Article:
Bringing a new pet into the home can be an exciting time. If you already have a dog, though, the process can feel a little daunting.
Will they get along?
Will they fight?
Will my dog think I’m replacing her???
The key to introducing your dog to a new pet is preparation, just as it is for any big life change. Here’s where to start.
Before You Choose Another Pet…
The preparation phase actually starts before you decide whether or not to bring a new pet home. It’s important to ask yourself some tough questions about your dog. Is she sociable? Does she generally like other animals? Does she love dogs but hate cats? Is she old enough that a playful puppy or kitten might stress her out?
If you do think your dog is ready for another pet, carefully consider what kind of pet makes the most sense. If you want another dog, study breed traits carefully and choose a breed that complements your existing dog’s. The same is true for cats, who have less variation in temperament by breed but certainly all have distinct personalities, too.
- A fearful, hiding cat is a bad match for a dog who loves to chase things
- A small, timid puppy is a bad match for a dog who plays roughly
- A kitten who loves to stalk and pounce is a bad match for a docile dog
Only you know what your dog can handle. If she’s an all-day sleeper, a highly-active, vocal second pet is going to turn their whole existence upside down. At the end of the day, if you think introducing a new pet into your dog’s world will reduce rather than enhance her quality of life, think twice.
Preparing to Bring the New Pet Home
If you’re adopting a rescue, it’s smart to let your current dog meet the potential new addition beforehand (ask the rescue to help you with logistics), particularly if the rescue is an adult dog. The same isn’t necessarily true for rescue cats, who can become fearful or territorial if a dog shows up in their current home.
Next, see if you can swap blankets or other clothing items with each animal’s scent before the big day. Set up your home with two distinct spaces, one for each animal, complete with toys, bedding, and separate food and water stations. You want each animal to feel as if they’ve still got their own space.
If you’re bringing home a puppy or kitten, be sure they’ve been fully vaccinated for worms and other communicable diseases before they come home!
Bringing a New Pet Into Your Dog’s Home
The day is finally here! It’s smart to tire your dog out as much as possible before you bring the new addition home so she doesn’t have a lot of manic energy – it’s going to be an exciting day! Don’t bring your current dog with you in the car to pick up the new dog; this just confuses things.
Introducing Your Dog to a New Dog
When you get home with the new dog, allow the dogs to meet on-leash at first, sniffing and circling one another to get their bearings. Be sure to praise both animals and reward with treats when they’re being nice to one another. If one dog becomes aggressive, separate them, calm them down, then try again. Do your best not to “scold” a worked-up dog during this part of the process. If you can, take the dogs for a side-by-side walk on their leashes to break things in.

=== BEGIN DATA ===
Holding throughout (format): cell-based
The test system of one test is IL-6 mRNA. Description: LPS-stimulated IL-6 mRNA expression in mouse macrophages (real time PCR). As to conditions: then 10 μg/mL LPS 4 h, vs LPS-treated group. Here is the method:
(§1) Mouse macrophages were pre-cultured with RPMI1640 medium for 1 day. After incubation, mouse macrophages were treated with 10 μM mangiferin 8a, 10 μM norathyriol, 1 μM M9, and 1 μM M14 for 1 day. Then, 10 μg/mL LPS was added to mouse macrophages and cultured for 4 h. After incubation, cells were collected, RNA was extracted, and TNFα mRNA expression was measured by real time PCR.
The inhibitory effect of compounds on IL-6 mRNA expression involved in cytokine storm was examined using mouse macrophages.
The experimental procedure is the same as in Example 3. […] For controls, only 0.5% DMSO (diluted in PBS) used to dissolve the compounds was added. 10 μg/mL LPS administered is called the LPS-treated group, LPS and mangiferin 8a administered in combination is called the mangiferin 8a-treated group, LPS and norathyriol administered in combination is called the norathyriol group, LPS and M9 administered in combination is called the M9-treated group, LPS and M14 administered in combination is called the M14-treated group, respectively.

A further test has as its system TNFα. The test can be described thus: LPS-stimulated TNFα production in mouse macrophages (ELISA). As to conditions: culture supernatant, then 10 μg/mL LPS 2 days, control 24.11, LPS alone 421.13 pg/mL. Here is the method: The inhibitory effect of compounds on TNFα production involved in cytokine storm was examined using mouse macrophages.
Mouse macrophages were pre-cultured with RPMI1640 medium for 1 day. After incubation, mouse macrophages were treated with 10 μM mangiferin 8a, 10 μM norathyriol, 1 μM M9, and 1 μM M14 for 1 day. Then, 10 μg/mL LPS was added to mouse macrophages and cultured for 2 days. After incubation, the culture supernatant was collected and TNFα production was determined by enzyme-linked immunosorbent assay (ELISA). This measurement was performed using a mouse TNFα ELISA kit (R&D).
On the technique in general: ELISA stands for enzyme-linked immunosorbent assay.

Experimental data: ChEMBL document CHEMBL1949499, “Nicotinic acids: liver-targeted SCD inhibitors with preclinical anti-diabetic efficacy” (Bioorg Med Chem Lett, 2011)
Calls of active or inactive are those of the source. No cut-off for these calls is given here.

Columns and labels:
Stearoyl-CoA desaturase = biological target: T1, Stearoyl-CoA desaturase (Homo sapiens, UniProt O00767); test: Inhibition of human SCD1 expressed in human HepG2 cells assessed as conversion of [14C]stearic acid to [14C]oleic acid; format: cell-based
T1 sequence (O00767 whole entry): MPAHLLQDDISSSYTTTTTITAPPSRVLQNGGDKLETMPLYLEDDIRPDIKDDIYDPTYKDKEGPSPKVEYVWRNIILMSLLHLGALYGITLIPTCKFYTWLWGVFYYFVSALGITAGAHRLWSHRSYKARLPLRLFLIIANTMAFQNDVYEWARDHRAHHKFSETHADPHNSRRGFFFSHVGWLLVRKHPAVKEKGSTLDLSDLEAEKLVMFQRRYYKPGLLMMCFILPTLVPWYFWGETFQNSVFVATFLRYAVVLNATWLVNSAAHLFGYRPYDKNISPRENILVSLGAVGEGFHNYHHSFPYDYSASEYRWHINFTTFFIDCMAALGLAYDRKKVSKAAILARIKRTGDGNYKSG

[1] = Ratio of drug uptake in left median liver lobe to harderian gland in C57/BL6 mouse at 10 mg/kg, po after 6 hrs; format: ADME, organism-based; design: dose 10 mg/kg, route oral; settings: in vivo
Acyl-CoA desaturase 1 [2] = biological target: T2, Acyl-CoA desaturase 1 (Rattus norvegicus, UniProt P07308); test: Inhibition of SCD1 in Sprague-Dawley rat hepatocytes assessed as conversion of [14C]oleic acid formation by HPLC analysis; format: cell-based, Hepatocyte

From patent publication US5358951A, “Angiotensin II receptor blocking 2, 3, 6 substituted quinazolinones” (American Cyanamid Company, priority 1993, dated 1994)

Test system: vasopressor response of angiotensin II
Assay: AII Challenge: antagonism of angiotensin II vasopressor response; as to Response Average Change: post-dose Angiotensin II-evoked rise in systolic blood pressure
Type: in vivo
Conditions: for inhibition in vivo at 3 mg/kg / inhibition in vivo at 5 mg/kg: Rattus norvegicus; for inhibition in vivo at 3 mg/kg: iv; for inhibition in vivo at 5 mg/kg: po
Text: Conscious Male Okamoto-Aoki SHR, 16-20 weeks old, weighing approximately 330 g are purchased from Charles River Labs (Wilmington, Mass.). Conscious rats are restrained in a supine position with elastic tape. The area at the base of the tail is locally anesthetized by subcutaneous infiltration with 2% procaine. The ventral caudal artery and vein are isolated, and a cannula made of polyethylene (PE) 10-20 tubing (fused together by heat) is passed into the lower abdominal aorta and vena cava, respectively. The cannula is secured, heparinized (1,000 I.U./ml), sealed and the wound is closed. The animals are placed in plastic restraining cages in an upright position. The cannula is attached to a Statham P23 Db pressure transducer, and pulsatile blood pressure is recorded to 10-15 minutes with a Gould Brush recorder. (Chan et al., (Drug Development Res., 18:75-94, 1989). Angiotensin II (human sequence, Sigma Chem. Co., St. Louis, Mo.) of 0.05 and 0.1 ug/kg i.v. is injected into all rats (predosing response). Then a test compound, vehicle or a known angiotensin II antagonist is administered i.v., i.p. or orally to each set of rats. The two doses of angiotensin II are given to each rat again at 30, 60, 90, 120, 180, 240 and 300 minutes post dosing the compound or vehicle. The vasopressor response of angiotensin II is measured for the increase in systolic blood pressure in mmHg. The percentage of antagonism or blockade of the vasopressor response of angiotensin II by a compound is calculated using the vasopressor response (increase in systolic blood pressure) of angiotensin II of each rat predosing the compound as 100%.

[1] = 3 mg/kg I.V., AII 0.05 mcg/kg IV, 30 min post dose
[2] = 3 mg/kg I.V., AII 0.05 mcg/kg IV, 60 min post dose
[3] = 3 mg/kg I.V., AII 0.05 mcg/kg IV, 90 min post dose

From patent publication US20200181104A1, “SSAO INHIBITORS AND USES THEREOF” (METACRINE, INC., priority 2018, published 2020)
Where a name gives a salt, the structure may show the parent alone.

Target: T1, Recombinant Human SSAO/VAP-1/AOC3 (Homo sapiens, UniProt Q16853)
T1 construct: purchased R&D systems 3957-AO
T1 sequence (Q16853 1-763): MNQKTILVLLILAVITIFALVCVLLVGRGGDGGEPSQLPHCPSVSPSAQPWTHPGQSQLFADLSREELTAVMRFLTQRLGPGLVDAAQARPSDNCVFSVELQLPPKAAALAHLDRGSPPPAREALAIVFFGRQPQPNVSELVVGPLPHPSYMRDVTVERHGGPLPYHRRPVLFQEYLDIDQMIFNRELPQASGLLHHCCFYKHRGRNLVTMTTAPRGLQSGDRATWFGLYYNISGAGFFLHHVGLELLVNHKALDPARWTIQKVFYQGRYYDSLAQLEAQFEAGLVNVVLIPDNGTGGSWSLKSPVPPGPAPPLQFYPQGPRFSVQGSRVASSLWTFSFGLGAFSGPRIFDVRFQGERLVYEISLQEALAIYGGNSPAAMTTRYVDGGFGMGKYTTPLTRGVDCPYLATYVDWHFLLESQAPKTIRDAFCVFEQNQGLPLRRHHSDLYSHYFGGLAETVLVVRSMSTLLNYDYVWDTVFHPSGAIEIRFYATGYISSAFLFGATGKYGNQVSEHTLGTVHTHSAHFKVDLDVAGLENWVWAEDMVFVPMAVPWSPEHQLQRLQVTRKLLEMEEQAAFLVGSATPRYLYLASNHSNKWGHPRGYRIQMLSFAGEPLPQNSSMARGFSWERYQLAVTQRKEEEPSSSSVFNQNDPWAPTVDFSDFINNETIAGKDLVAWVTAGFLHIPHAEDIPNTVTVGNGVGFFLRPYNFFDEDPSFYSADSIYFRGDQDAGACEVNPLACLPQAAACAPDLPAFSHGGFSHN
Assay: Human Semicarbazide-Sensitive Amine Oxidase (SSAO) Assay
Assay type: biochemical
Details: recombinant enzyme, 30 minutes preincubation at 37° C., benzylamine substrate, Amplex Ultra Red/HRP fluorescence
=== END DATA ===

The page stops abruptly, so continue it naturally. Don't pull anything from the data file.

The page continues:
Once everyone’s calm and relatively acclimated, you can remove the leashes and let the dogs meet each other freely. Do NOT keep one dog on-leash while releasing the other! This can be very confusing and frightening for the dog on the leash. Do this in an open part of your home – no doorways or enclosed rooms – and far away from either’s food or bed. Even if things are going well, it’s smart to keep your dogs separated, especially at first, while you’re not there to supervise.
Over time, your dogs will adjust to one another. Remember that in two dog households, there’s actually not typically a “dominant” and “submissive” dog; they’ll switch back and forth depending on the situation. Reward polite behavior, sharing, and cohabitation and manage the environment carefully in the beginning to ensure no unnecessary conflicts pop up.
Introducing Your Dog to a New Cat
Getting your dog acclimated to a new cat is usually less complicated than getting your new cat acclimated to the dog. For this scenario, it makes a lot of sense to keep the two animals separated for the first couple of days in the new house so they can get used to the idea. Rotate which pet is “out” and which is confined to a large portion of the house (a baby gate at the top of the stairs or a designated bedroom works well for this.) Allow the free-ranging pet to sniff the other’s scent, then vice versa.
If your dog is having a hard time getting used to the idea of the cat – obsessively digging at the separation barrier, barking constantly, etc. – you may want to consult with a trainer. This is one of the first signs that a pairing might not work out. Once each animal is eating, pooping, and sleeping normally knowing the other is in the house, you can proceed.
For the first meeting, keep your dog on-leash and bring your cat into the room. Remain that way until everyone is calm, then gradually proceed with normal life. If your dog freaks out? Go back a step. Your new cat might be a little timid at first but as long as your dog seems unaffected, the cat will eventually get more comfortable.
Need more help? Adding a new animal to the family can be a big adjustment. Talk to your vet about what she recommends you do given the specific temperament of your dog. There’s no question too small!